• Abstract: Despite worldwide support of 130 states, the Arms Trade Treaty (ATT) has failed to attract membership from countries in Asia, one of the largest arms importing regions. One set of explanations for this reluctance to join an international regime of conventional arms trade regulation is related to the fear of restrictions on the imports of weapons seen as necessary in a context of protracted conflicts and rising tensions among key states in Asia. Another argument is the interpretation of the ATT as not directly prohibiting arms transfers to non-state actors, such as terrorist groups. Another reason is the efforts of some Asian states to develop their own arms industry and exports to reduce dependency on external suppliers and project influence in the region. One of the main criticisms from the Asian states about the ATT relates to the criteria of export risk assessment (Article 7), which, in their view, gives undue advantages to exporting countries. It would be desirable to promote some dialogue between State Parties and Asian non-parties and signatories to assess the benefits from and the difficulties in implementing the Treaty and address the objections of nonparties. Amending the Treaty will be easier if Asian countries accede to it.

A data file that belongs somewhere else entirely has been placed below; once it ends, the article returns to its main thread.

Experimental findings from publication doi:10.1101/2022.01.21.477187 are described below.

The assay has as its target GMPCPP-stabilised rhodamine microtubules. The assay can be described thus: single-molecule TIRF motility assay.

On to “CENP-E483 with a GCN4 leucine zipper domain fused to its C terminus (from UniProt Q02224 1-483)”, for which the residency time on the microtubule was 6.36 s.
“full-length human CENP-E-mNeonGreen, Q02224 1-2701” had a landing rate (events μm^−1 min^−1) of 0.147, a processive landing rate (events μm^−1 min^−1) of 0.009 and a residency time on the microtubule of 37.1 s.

• Topic: Security, Arms Control and Proliferation, Treaties and Agreements, Weapons , Arms Trade
  • Political Geography: Pakistan, China, South Asia, Indonesia, India, Asia, Southeast Asia
  • Author: Tobias Vestner
  • Publication Date: 05-2019
  • Content Type: Commentary and Analysis
  • Institution: The Geneva Centre for Security Policy